After three months of being reminded in every major store that Christmas is on the way, after Black Friday and Cyber Monday and Christmas movies we wake up and declare in amazement that it’s hard to believe that Christmas is almost here. While we were being saturated with new toys for both child and man to the point of ad nausea, we were having to endure everything from declarations that Obamacare had collapsed and Iran would ultimately get their nuclear bomb while making America look like a paper lion. The spirit of the season took a beating and the cynic was alive in America.
This week I discovered that despite all the dire predictions and oversaturation of the season and attacks on the holiday traditions, Christmas is truly as alive today as it was when I was a child in rural North Louisiana. I came to this realization not from my radio playing Christmas Carols nor from the ringing bells at the Salvation Army kettles. The true spirit of Christmas was rediscovered in the eyes of my granddaughter. As I looked into those clear blue eyes twinkling as I looked at her, full of wonderment and joy and devoid of anything but good and happiness I realized that I had found the true spirit of Christmas. In these eyes I saw a child filled with the ideals that there is no bad in the world and the future is full of hope and optimism. Suddenly I realized that I was not only looking at a resurrection in my own belief of the Spirit of Christmas but was looking at the future or our country with a profound effect on the future of our world. So if you ever doubt that the spirit of Christmas is dead, that commercialism has ruined our view on the real meaning of the season or if political correctiveness is tarnishing our holiday spirit, look into the eyes of a child. The innocence will melt the heart of even the most cold hearted Grinch.
George Patton, WWII General that struck fear in the German Army, touted the spirit of the American athlete and compared this to the American soldier and explained that this desire to win was a reason that America would win the upcoming battles and ultimately the war. Our love for sports lifts entire communities to a point of euphoria with pride that a winning team provides. Conversely, the team is an extension of the community and what the community provides to the success of the team. In the Far North, hockey is played and revered by the towns that dot the forests of the frozen North. In the inner cities, basketball rules and the proof is found throughout our NBA. But when it comes to the Deep South, everything takes a back seat to our beloved Football. “When the going gets tough the tough get going” or “it’s not the size of the dog in the fight, it’s the size of the fight in the dog that matters” or “a chain is only as strong as its’ weakest link” are platitudes that explains lessons learned in football that carry on in life and helps to provide ongoing direction to a magnificent country. It’s amazing how a town or in our case a parish can be viewed and judged by a team’s success on the grid iron. And to witness this anomaly that is foreign to most living outside the borders of the United States, we need look no further than Union Parish High School.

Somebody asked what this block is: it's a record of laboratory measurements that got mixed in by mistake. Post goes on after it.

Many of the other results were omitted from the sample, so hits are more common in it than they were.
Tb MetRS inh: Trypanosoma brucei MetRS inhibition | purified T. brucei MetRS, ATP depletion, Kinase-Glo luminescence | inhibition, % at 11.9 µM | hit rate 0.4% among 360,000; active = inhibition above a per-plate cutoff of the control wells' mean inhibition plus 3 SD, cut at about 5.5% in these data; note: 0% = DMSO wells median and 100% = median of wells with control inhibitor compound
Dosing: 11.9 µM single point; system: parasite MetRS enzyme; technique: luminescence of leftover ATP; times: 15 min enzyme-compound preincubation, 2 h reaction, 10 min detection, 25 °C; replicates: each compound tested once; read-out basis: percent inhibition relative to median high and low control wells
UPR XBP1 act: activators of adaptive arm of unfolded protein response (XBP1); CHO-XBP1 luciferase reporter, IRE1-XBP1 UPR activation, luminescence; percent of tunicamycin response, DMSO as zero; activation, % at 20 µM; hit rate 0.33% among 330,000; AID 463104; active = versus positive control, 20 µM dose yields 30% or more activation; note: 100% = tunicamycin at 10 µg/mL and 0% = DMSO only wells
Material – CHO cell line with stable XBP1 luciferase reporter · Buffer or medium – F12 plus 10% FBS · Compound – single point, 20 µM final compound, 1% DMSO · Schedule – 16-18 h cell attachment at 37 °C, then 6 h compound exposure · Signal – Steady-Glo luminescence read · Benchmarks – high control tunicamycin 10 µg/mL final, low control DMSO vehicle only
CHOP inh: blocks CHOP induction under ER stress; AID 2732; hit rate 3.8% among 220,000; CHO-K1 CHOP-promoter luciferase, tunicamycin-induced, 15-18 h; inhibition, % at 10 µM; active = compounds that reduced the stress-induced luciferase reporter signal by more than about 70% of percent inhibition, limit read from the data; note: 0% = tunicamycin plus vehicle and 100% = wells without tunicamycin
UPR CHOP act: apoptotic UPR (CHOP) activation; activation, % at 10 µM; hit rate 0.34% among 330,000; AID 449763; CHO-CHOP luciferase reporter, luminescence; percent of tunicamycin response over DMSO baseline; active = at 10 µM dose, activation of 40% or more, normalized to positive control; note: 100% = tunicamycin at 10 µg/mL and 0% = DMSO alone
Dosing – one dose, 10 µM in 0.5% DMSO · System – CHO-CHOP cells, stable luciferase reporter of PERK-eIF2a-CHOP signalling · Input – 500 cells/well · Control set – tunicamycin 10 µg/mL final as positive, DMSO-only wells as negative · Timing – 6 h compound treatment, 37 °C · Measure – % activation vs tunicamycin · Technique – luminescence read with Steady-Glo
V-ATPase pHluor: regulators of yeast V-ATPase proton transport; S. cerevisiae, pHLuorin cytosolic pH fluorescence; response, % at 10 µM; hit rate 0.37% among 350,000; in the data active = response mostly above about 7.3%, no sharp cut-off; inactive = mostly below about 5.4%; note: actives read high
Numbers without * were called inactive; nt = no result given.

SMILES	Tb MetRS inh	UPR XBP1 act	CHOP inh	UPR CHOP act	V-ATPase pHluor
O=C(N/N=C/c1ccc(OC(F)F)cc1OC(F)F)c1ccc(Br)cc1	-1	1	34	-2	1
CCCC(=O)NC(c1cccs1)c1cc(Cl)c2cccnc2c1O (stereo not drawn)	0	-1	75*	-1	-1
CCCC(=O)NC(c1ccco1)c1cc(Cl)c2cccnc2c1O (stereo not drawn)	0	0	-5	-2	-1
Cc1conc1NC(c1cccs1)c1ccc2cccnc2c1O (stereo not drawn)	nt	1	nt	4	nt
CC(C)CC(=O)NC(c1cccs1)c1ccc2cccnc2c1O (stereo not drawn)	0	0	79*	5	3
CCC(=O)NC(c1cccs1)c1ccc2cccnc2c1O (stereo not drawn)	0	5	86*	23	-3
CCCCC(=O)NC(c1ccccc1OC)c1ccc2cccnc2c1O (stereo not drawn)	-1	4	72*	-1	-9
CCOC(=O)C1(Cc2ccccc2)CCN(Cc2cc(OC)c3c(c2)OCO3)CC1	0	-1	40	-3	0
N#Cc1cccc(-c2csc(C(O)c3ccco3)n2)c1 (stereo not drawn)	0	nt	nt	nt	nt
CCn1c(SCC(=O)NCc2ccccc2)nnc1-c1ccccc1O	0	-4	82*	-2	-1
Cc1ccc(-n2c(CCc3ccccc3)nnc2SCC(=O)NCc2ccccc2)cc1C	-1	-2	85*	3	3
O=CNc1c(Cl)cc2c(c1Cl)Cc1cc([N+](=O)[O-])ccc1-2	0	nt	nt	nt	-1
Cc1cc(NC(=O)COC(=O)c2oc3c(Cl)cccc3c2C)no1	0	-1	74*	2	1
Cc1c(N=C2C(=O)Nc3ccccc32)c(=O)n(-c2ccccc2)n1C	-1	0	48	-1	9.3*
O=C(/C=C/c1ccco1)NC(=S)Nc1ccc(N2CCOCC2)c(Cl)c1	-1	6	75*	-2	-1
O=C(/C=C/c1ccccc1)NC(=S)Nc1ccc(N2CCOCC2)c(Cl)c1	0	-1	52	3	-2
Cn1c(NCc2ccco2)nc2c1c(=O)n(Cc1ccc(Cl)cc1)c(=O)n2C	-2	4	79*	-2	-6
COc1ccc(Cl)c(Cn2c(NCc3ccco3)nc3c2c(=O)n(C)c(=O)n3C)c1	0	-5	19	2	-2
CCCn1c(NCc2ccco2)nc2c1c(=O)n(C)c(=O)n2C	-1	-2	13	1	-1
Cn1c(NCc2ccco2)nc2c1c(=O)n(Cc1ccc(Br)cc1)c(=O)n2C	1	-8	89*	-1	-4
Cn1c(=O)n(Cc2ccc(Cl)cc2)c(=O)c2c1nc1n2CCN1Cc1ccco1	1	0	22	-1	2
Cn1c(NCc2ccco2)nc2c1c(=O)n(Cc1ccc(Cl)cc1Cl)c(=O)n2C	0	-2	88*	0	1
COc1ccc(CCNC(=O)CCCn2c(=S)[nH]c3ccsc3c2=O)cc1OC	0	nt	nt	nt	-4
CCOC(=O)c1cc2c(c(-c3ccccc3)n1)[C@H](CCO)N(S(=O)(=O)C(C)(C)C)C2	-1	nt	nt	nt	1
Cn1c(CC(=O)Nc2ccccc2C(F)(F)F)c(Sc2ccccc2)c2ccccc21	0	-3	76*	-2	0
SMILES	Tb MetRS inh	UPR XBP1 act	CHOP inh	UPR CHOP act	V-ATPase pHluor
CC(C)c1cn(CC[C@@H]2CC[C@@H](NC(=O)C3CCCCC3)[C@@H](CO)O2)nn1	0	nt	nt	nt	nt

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Comments
  1. surpie1940 says:

    I do not know that Patton struck fear in the hearts of the German Army, but he did, in clear violations of the Geneva Conventions, execute by firing squads surrendered German Prisoners of War. Check out David Irving’s The War Between the Generals for the REAL history of the Allied conduct of warfare in Europe. The real atrocities of WW2 occurred due to the Allied terror bombing of German cities from 1944-1945.

    • Unfortunately there were atrocities on all sides and in all wars. The German army did keep a close watch on Patton and by keeping him in England with his phantom army the German high command was certain the Allies would invade at Calais. The point to be made about Patton was his comment that a main strength of the American fighting man was instilled into the soldier by virtue of competitive athletics. BTW, my mothers mother immigrated from
      Germany to the states in the early 1900s and my father’s father was a Federal Prosecutor and sent a letter to a federal senator protesting the actions of Patton slapping an American soldier and called for his removal.

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